If you’ve ever had Baked Oatmeal, where you mix your oats with eggs, brown sugar and spices and bake them into a thick pudding, then the flavor of these pancakes will be familiar to your mouth. The oats, so soft and tender from their overnight soak in buttermilk, bake into a firm pancake that happily soaks up your maple syrup. I’m really not up for much on any given Friday night, and I owe all the remaining energy from the week to dinner prep and a bit of couch time with Netflix on Demand and my two favorite guys, but I somehow managed to stop myself from climbing the stairs to my bedroom, at 9:15 no doubt- and whoa does that make me sound OLD-  and instead turning around to the kitchen to prep the oats for the next morning. I even washed and grated an apple into the mix, shredded in some lemon zest and then cleaned up my little mess. That’s motivation. It made the trip up the stairs to bed even better knowing that I was set for morning, because, you know there’s just something about Saturday morning that begs and whispers just the slightest bit for something special, something that clearly says “Oh yes. It’s the weekend.”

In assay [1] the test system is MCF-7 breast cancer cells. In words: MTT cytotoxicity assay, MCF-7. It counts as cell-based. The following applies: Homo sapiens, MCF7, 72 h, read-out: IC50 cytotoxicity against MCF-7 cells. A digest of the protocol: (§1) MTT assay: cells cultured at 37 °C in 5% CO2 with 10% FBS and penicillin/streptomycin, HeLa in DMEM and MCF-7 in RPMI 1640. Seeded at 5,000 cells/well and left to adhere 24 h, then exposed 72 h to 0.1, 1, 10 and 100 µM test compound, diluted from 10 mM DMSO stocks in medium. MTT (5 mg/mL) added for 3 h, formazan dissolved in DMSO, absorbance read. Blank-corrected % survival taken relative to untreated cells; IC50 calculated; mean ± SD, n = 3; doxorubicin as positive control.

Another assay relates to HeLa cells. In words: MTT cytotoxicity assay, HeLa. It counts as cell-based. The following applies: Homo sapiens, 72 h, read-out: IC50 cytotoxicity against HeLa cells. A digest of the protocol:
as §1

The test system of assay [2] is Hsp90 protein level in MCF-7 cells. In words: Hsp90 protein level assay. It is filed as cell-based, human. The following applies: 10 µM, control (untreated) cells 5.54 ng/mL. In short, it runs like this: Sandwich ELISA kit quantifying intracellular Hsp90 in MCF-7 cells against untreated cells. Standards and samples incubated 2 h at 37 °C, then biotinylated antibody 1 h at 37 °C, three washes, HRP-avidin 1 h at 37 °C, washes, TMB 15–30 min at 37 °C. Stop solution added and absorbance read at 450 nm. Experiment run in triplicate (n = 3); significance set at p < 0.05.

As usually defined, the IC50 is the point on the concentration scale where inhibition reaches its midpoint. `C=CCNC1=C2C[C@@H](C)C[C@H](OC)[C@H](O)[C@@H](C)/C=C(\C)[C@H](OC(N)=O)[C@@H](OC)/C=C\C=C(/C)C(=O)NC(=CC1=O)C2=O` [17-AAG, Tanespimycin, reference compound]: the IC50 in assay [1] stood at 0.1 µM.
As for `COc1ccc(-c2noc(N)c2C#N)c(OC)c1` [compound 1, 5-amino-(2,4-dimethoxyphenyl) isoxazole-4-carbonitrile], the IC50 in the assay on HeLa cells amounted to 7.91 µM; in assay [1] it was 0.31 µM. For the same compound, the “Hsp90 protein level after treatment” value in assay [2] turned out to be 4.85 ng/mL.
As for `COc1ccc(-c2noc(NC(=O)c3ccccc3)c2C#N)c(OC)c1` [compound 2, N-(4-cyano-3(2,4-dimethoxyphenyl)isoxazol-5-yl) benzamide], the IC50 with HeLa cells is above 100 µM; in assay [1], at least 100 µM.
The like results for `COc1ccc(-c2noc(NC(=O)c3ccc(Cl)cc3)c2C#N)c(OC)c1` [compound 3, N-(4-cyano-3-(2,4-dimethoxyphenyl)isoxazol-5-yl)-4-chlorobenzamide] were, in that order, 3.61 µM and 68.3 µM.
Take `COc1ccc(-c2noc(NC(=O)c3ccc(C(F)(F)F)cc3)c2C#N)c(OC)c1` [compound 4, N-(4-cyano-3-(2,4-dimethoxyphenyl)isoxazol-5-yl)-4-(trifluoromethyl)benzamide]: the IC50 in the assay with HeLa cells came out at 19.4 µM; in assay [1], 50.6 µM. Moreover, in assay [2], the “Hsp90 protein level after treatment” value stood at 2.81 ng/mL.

Oatmeal Pancakes

2 c. rolled or thick oats
2 c. buttermilk (or like I did, soy milk with lemon juice and zest mixed in- yum!)
3/4 c. AP flour (I subbed whole wheat)
2 T. sugar (I used turbinado, but brown I think would be best)
1 t. EACH baking powder and baking soda
1/2 t. sea salt
2 large eggs, slightly beaten
1/2 c. melted butter (equiv. to 1 stick. I only used 4 T., or half a stick and it was almost too much for my taste)

The night before, mix oats and buttermilk in a large bowl. Cover with plastic wrap and chill overnight. In the morning, remove from the refrigerator and stir gently.

Blend the flour, sugar, powder and soda and salt together in a large measuring cup. Add the eggs and melted butter to the oat mixture and stir well. Then gently fold in the dry ingredients. Do not overmix.

Heat your griddle or skillet and add about 1/4 cup of the batter. Allow to cook until browned on one side, then carefully flip and cook until golden brown on the second size. Serve topped with maple syrup or fresh fruit.